Carolyn L. Kane: Lillian Schwartz, Experimental Color, and Digital Art at Bell Laboratories, 1965–1984
Thursday, January 15th 2014 | 5 PM | Screening Room 201, Logan Center for the Arts, 915 E 60th St
That digital computing was used to produce luminous colors in something called “computer art,” was never foreseen in the blueprints of the number-crunching machines and former weapons of massive destructive capacity leftover from the Second World War. And yet, due to unexpected collaborations between artists, programmers, and computer scientists, places like AT&T’s Bell Laboratories produced a prolific number of innovative digital art and experimental color systems between 1965 and 1984. However, due to government regulation, at Bell Labs this work was often hidden from public view and at times, denied altogether. Paradoxically, in 1984, when AT&T lifted its restrictions on creative work not related to telephone technologies, the atmosphere had changed so dramatically that despite the relaxed regulation, cutting-edge projects had already been abandoned. This talk focuses on the digital art and experimental color systems made at Bell Labs between 1965 and 1984, including the struggles encountered in interdisciplinary collaborations—between visionary artists like Lillian Schwartz and computer scientists like Ken Knowlton and A. Michael Noll—and the challenge to use new computing technology to make experimental art during this unique time period, only now being restored to the history of new media art.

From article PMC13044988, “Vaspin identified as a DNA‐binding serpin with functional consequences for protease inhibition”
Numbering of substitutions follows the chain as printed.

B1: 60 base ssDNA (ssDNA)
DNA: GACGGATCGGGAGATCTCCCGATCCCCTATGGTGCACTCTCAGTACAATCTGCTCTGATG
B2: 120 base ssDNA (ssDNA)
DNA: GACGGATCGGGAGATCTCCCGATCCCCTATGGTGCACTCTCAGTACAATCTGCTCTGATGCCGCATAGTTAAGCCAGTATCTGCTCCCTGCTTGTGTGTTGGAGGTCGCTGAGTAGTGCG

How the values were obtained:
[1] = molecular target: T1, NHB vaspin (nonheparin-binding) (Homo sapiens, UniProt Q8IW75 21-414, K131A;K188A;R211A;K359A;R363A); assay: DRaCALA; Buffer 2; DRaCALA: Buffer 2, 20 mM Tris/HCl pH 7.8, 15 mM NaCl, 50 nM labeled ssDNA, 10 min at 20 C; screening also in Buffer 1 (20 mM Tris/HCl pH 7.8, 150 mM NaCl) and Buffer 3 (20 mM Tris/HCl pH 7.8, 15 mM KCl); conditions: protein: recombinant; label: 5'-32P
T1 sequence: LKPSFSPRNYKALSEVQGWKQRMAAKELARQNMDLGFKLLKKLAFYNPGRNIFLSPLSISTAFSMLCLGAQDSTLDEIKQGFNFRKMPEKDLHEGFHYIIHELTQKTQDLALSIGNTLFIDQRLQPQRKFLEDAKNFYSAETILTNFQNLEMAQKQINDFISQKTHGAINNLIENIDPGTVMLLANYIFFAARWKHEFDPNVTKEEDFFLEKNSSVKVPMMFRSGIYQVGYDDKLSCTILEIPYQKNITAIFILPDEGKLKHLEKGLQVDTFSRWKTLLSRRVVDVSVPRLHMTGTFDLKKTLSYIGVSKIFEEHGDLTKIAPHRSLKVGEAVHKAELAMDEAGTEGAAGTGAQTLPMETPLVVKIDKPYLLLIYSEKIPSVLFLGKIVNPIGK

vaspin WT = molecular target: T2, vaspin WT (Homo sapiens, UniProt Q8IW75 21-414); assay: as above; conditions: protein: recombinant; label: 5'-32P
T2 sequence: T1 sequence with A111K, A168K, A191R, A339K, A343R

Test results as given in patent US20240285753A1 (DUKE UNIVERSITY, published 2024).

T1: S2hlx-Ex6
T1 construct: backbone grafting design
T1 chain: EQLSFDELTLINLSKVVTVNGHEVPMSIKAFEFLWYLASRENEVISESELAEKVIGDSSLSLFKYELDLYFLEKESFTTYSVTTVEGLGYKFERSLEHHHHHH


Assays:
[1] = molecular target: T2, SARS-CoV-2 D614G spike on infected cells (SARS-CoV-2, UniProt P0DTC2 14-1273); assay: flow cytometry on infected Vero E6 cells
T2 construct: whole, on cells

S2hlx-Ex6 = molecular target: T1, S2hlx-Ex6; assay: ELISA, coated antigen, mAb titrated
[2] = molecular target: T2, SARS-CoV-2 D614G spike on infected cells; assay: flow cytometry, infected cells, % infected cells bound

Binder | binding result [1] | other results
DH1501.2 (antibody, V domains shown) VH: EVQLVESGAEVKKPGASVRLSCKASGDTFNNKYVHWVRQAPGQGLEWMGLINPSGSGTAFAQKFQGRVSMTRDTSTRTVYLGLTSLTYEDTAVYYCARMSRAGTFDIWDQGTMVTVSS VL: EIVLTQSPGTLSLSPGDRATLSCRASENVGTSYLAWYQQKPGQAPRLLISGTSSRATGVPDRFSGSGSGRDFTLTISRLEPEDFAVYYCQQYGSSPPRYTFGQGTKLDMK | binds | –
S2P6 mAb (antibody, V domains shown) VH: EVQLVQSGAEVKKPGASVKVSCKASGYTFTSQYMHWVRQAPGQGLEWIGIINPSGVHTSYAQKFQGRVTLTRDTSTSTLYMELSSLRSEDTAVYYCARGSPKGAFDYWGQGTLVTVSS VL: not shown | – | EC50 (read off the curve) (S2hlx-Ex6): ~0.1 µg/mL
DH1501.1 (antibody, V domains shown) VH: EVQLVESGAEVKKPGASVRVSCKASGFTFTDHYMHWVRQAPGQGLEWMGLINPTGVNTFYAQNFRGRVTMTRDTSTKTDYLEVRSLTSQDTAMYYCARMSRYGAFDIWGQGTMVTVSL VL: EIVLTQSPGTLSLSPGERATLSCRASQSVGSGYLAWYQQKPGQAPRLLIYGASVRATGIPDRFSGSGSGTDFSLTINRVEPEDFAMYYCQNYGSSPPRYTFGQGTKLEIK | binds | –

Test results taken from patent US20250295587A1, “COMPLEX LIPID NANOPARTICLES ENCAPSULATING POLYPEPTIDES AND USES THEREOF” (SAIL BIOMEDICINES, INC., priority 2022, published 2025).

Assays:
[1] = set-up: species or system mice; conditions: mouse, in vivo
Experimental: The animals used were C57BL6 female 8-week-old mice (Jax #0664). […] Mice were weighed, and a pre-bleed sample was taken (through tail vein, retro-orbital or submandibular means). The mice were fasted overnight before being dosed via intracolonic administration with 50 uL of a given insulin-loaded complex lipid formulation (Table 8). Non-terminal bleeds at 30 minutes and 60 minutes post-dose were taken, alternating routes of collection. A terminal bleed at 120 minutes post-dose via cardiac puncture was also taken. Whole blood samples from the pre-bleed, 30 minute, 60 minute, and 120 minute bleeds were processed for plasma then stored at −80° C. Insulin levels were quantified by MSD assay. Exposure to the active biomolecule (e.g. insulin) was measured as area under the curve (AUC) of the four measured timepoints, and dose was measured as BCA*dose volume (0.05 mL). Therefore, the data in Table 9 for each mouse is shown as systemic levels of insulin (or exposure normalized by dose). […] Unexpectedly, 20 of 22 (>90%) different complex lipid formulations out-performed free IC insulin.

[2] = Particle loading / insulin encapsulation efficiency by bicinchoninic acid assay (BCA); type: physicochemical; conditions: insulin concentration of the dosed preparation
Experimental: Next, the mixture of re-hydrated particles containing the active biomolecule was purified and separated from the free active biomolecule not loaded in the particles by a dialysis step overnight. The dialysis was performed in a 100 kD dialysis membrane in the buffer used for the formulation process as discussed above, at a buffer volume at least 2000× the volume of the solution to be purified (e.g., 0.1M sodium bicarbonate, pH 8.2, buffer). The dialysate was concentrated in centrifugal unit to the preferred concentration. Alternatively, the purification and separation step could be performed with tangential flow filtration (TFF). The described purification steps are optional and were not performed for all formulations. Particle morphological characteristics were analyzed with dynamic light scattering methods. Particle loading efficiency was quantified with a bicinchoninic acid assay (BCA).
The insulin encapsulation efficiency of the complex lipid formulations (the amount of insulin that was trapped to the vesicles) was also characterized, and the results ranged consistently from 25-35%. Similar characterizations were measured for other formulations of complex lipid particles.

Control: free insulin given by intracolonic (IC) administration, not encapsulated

Carolyn L. Kane is the author of Chromatic Algorithms: Synthetic Color, Computer Art, and Aesthetics after Code (University of Chicago Press, 2014). Currently a postdoctoral fellow at Brown University (2014–2015), she is also an Assistant Professor at Ryerson University in Toronto. Dr. Kane received her Ph.D. from New York University in 2011 and specializes in the history and philosophy of new media, electronic color, and digital aesthetics.